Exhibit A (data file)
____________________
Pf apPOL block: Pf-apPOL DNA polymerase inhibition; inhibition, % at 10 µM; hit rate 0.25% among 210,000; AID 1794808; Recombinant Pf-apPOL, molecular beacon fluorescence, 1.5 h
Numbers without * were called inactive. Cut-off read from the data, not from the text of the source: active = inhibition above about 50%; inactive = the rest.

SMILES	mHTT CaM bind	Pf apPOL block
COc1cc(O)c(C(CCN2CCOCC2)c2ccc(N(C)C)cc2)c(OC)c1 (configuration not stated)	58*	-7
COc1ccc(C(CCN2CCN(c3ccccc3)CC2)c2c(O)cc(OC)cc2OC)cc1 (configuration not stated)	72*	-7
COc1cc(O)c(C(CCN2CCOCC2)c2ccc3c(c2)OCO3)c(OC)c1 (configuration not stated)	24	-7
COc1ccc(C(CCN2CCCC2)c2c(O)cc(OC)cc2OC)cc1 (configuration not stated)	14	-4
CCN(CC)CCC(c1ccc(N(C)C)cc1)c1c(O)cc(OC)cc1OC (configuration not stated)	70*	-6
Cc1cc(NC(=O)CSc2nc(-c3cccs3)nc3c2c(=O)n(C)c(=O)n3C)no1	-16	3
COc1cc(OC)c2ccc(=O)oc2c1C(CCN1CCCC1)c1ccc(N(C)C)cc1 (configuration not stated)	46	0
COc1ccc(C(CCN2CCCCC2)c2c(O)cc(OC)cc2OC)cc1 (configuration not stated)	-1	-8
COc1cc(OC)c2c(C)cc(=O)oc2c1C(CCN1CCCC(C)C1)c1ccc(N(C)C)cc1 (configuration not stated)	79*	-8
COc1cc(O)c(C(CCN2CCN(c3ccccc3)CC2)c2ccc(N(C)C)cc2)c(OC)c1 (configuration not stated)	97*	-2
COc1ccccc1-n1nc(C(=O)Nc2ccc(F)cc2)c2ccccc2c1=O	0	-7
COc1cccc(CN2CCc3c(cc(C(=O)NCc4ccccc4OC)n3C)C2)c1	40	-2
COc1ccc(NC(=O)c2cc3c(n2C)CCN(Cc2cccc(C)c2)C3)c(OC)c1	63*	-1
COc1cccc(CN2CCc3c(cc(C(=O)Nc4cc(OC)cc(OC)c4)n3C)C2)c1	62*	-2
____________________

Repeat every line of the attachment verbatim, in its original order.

Pf apPOL block: Pf-apPOL DNA polymerase inhibition; inhibition, % at 10 µM; hit rate 0.25% among 210,000; AID 1794808; Recombinant Pf-apPOL, molecular beacon fluorescence, 1.5 h
Numbers without * were called inactive. Cut-off read from the data, not from the text of the source: active = inhibition above about 50%; inactive = the rest.

SMILES	mHTT CaM bind	Pf apPOL block
COc1cc(O)c(C(CCN2CCOCC2)c2ccc(N(C)C)cc2)c(OC)c1 (configuration not stated)	58*	-7
COc1ccc(C(CCN2CCN(c3ccccc3)CC2)c2c(O)cc(OC)cc2OC)cc1 (configuration not stated)	72*	-7
COc1cc(O)c(C(CCN2CCOCC2)c2ccc3c(c2)OCO3)c(OC)c1 (configuration not stated)	24	-7
COc1ccc(C(CCN2CCCC2)c2c(O)cc(OC)cc2OC)cc1 (configuration not stated)	14	-4
CCN(CC)CCC(c1ccc(N(C)C)cc1)c1c(O)cc(OC)cc1OC (configuration not stated)	70*	-6
Cc1cc(NC(=O)CSc2nc(-c3cccs3)nc3c2c(=O)n(C)c(=O)n3C)no1	-16	3
COc1cc(OC)c2ccc(=O)oc2c1C(CCN1CCCC1)c1ccc(N(C)C)cc1 (configuration not stated)	46	0
COc1ccc(C(CCN2CCCCC2)c2c(O)cc(OC)cc2OC)cc1 (configuration not stated)	-1	-8
COc1cc(OC)c2c(C)cc(=O)oc2c1C(CCN1CCCC(C)C1)c1ccc(N(C)C)cc1 (configuration not stated)	79*	-8
COc1cc(O)c(C(CCN2CCN(c3ccccc3)CC2)c2ccc(N(C)C)cc2)c(OC)c1 (configuration not stated)	97*	-2
COc1ccccc1-n1nc(C(=O)Nc2ccc(F)cc2)c2ccccc2c1=O	0	-7
COc1cccc(CN2CCc3c(cc(C(=O)NCc4ccccc4OC)n3C)C2)c1	40	-2
COc1ccc(NC(=O)c2cc3c(n2C)CCN(Cc2cccc(C)c2)C3)c(OC)c1	63*	-1
COc1cccc(CN2CCc3c(cc(C(=O)Nc4cc(OC)cc(OC)c4)n3C)C2)c1	62*	-2